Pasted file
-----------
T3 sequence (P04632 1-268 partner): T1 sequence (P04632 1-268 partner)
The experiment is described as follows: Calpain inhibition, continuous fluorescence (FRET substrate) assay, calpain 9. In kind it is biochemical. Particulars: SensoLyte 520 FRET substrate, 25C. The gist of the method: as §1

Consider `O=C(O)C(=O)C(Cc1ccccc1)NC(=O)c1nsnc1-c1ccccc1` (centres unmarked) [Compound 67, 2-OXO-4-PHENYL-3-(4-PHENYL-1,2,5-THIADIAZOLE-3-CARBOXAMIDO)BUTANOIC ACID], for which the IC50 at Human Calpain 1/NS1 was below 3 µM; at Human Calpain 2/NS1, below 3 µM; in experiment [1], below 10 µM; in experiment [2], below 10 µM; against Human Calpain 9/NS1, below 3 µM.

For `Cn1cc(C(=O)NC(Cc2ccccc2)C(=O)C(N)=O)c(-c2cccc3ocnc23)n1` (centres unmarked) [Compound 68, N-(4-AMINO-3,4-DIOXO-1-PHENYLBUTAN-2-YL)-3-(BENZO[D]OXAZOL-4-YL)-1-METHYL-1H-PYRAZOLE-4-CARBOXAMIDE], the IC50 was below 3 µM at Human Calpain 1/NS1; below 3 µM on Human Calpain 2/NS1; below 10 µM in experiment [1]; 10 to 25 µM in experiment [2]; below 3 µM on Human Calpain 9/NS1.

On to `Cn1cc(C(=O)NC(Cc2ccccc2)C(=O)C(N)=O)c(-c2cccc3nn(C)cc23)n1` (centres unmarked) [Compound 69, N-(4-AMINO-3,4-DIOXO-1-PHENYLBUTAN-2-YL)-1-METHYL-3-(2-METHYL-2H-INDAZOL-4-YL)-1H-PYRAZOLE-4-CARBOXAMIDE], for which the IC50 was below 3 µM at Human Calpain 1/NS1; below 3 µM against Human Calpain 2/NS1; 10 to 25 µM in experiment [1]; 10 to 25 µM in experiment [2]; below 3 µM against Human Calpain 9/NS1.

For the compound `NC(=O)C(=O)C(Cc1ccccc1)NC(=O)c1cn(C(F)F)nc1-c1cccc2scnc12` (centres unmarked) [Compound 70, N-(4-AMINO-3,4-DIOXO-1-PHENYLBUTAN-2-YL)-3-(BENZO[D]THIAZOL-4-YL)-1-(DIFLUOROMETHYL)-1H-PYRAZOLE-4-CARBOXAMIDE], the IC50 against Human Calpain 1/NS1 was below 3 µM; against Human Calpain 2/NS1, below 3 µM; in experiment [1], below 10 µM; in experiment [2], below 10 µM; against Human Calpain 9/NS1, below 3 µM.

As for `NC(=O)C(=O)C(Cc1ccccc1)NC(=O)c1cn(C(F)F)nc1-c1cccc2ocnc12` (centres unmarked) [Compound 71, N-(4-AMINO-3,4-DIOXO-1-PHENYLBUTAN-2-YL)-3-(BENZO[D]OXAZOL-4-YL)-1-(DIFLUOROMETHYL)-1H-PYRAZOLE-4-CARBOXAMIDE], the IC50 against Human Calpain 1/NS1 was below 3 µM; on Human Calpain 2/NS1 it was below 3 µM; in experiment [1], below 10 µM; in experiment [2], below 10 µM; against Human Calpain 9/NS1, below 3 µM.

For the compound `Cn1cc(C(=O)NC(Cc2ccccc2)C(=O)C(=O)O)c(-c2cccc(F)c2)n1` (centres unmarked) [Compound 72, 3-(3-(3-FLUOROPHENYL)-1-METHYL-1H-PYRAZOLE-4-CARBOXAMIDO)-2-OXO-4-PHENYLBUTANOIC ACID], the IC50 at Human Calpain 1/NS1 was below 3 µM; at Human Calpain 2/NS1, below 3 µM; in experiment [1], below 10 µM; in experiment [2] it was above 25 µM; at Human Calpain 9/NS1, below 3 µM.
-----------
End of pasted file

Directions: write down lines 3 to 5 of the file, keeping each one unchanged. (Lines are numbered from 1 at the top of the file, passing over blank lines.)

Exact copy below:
Consider `O=C(O)C(=O)C(Cc1ccccc1)NC(=O)c1nsnc1-c1ccccc1` (centres unmarked) [Compound 67, 2-OXO-4-PHENYL-3-(4-PHENYL-1,2,5-THIADIAZOLE-3-CARBOXAMIDO)BUTANOIC ACID], for which the IC50 at Human Calpain 1/NS1 was below 3 µM; at Human Calpain 2/NS1, below 3 µM; in experiment [1], below 10 µM; in experiment [2], below 10 µM; against Human Calpain 9/NS1, below 3 µM.

For `Cn1cc(C(=O)NC(Cc2ccccc2)C(=O)C(N)=O)c(-c2cccc3ocnc23)n1` (centres unmarked) [Compound 68, N-(4-AMINO-3,4-DIOXO-1-PHENYLBUTAN-2-YL)-3-(BENZO[D]OXAZOL-4-YL)-1-METHYL-1H-PYRAZOLE-4-CARBOXAMIDE], the IC50 was below 3 µM at Human Calpain 1/NS1; below 3 µM on Human Calpain 2/NS1; below 10 µM in experiment [1]; 10 to 25 µM in experiment [2]; below 3 µM on Human Calpain 9/NS1.

On to `Cn1cc(C(=O)NC(Cc2ccccc2)C(=O)C(N)=O)c(-c2cccc3nn(C)cc23)n1` (centres unmarked) [Compound 69, N-(4-AMINO-3,4-DIOXO-1-PHENYLBUTAN-2-YL)-1-METHYL-3-(2-METHYL-2H-INDAZOL-4-YL)-1H-PYRAZOLE-4-CARBOXAMIDE], for which the IC50 was below 3 µM at Human Calpain 1/NS1; below 3 µM against Human Calpain 2/NS1; 10 to 25 µM in experiment [1]; 10 to 25 µM in experiment [2]; below 3 µM against Human Calpain 9/NS1.